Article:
In the recreation of one of the original’s most iconic and heartbreaking scenes, Simba is heard to be sobbing in the aftermath of a nightmarish event, yet his face is rock solid and not a single tear drop evident.

Such a disconnect between the emotional voice work and what we see on the screen is often a distraction and proof that technology can only do so much.

lionking

Additionally, the musical numbers, while the songs themselves still have an impact due to their catchy tunes and memorable lyrics, are a bore. Why? Again, because Favreau is going for realism here and real animals don’t dance (they do, however, talk and sing?). Instead, they just kind of trot around on screen without any rhythm or flair.

And yet, despite the emotionless faces, uneven voice acting (the Hyenas’ banter sinks like a lead balloon), I was strangely drawn into this CGI recreation.

Everything is so hypnotically detailed that it is hard to take your eyes off it, and the story still enthralling enough (Shakespeare was onto something) to keep you interested and it is a thrill to have a culturally diverse cast voice this version.

Billy Eichner as Timon and Seth Rogen as Pumbaa are a pure delight and a much needed jolt of fun and freshness to the film; they absolutely steal the film.

Could Disney have just remastered the original and re-released it in cinemas on a milestone anniversary instead of remaking it? Absolutely.

Could Disney have applied this groundbreaking photo-realism technology to an original story to give audiences something fresh? Sure.

Instead, we have The Lion King 2019, which now exists and will likely strike a nostalgic nerve for those that grew up on the original and for youngsters to discover and potentially fall in love with.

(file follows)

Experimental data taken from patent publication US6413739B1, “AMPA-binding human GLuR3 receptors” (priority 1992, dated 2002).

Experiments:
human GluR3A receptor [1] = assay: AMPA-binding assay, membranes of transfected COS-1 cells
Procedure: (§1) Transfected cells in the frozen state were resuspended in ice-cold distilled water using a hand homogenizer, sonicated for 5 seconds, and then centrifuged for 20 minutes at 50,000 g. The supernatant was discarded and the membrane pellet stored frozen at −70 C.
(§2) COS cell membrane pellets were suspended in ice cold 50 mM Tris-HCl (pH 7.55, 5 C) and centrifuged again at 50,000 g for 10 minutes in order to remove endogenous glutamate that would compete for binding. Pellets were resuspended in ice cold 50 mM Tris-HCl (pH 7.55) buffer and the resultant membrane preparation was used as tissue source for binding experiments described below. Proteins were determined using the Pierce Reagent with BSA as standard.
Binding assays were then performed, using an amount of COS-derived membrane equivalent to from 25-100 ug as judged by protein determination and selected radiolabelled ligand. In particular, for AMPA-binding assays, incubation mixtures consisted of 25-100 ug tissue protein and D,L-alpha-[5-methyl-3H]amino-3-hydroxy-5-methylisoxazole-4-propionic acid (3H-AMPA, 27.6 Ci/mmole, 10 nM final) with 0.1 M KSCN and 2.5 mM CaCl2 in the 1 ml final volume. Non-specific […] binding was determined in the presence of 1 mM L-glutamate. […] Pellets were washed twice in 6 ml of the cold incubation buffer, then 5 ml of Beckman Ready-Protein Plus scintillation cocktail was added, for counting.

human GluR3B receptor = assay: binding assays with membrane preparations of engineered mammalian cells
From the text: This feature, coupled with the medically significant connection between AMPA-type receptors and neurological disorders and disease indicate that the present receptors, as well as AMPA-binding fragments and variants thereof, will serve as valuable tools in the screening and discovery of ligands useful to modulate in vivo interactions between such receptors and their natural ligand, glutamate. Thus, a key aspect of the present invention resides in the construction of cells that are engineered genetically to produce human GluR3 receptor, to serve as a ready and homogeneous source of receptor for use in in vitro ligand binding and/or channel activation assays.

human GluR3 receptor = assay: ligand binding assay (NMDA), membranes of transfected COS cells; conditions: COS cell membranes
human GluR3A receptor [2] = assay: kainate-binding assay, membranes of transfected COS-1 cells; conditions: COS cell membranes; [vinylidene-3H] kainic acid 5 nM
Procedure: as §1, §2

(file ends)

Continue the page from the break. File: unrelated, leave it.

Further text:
There are worse attempts at nostalgia bait that have become worldwide hits.

Film Review – Annabelle Comes Home

Posted in Uncategorized on June 27, 2019 by Reel Review Roundup

Annabelle Comes Home (MA)

Directed by: Gary Dauberman

Starring: Vera Farmiga, Patrick Wilson 

Three stars

Review by: Julian Wright

Ever wonder what happened when paranormal investigators Ed and Lorraine Warren first brought haunted doll Annabelle home and locked her in a glass case in their basement?

It seemed to be a blind spot in The Conjuring extended universe that has covered pretty much every other misadventures of the perpetually smiling demon magnet. Well, now we can find out.

Unsurprisingly, as it turns out, it was more of the same haunting shenanigans.

In a moment of questionable parenting, Ed (Patrick Wilson) and Lorraine (Vera Farmiga) leave town for the night not long after acquiring Annabelle and leave their young daughter Judy (Mckenna Grace) with babysitter Mary Ellen (Madison Iseman).

Mary Ellen’s friend Daniela (Katie Sarife) pops over and despite all warnings against it, enters the forbidden locked basement that houses all the cursed, possessed and haunted items that the Warrens have collected for safe-keeping.

No prizes for guessing what happens next as the three young girls are trapped in the house overnight with myriad restless entities.

ANNABELLE 3

Credit where it is due – Daniela is given a backstory and motivation to go into the locked basement, she isn’t just a silly teen in a rebellious mood, like so many of these types of films.

However, the attention to character motivation ends there.

If you have seen any of The Conjuring, Annabelle or even any of the Insidious films, there is not much here that you haven’t seen before.

Characters creep through a dark house for several minutes at time, with a failing torch until something leaps out at them. One thing that does set this entry aside is director Gary Dauberman’s patience in drawing out the jump scares.

There is a lot more build up here than its predecessors, and even though the pay-off isn’t always worth the wait, it is evident that he much less keen to jolt us than he is to get under our skin.

 

Film Review – Toy Story 4

Posted in Uncategorized on June 27, 2019 by Reel Review Roundup

Toy Story 4 (G)

Directed by: Josh Cooley

Starring: Tom Hanks, Annie Potts, Tim Allen

Four stars

Review by: Julian Wright

After rounding out a beautifully realised couple of films with a surprisingly successful and heartwarming threequel (which made for a neat conclusion), Disney Pixar have taken the Toy Story series back out of storage.